Sudan open to pressure over trousers, not war crimes
Back in December, 2007, Sudan’s legal system was a focus of international media attention because of a British schoolteacher jailed for insulting Islam by naming the class teddy bear Mohammad. In that instance the teacher, Gillian Gibons, was pardoned and returned to her home in Britain.
Today Sudan’s legal systems is making headlines again, this time over charges brought against a woman for wearing trousers. Lubna Hussein, a former journalist and U.N. press officer, faces 40 lashes in a case that has become a test of Sudan’s decency laws.
Again the authorities look as if they may be backing down. The case has been adjourned to Sept 7 while the judge checks with the United Nations whether Hussein has immunity.
Indecency cases are not uncommon in Sudan, where there is a large cultural gap between the mostly Muslim and Arab-oriented north and the mainly Christian south.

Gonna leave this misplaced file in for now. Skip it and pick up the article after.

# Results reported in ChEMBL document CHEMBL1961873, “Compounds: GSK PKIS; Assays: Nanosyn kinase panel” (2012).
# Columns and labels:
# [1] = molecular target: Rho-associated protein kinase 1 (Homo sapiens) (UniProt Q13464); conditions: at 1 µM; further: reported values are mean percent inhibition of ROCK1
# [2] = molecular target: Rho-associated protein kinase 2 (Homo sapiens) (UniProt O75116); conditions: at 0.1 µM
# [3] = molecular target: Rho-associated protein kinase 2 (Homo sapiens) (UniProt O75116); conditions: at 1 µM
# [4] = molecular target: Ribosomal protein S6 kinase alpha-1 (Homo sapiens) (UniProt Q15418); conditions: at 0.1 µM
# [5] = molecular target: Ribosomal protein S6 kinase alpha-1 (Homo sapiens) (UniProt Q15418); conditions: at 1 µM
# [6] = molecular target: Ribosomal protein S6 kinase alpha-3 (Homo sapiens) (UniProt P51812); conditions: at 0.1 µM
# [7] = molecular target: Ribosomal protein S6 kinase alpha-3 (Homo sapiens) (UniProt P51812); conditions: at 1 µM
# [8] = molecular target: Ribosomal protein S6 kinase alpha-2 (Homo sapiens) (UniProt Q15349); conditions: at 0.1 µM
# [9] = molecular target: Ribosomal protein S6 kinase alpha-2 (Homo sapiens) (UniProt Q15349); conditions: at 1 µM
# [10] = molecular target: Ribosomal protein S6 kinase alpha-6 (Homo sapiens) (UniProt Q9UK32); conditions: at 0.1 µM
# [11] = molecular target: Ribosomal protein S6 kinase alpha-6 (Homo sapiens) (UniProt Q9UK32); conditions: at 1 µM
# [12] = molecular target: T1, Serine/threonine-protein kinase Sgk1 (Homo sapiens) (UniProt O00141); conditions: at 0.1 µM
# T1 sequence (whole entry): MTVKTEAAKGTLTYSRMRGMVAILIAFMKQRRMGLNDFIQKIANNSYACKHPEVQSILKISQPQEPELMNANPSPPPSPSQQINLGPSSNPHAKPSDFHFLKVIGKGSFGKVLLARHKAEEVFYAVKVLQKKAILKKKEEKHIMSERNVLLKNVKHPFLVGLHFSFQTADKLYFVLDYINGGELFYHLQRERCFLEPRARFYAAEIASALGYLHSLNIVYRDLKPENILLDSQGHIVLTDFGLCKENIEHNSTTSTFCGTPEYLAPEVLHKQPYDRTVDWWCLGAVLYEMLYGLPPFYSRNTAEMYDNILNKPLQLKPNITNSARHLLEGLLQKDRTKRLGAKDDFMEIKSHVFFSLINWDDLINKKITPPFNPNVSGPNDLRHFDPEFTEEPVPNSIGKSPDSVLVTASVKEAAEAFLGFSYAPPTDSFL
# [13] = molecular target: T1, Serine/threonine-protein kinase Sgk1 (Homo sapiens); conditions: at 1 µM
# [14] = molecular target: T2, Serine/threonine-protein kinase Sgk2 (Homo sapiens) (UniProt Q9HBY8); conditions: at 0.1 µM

Hussein has attracted attention by publicizing her case, posing for photos in her loose green trousers and inviting journalists to campaign against dress codes sporadically imposed in the capital.
Her case has attracted widespread support among women’s groups in Khartoum. Dozens of supporters – men and women – rallied outside the court where she appeared on Tuesday.
U.N. Secretary-General Ban Ki-moon has said he is ‘deeply concerned’ by the case.
Why is it that Sudan seems sensitive to outside opinion on trousers and last year’s teddy bear case, but impervious to international pressure over the International Criminal Court’s indictment of Sudanese President Bashir on war crimes charges?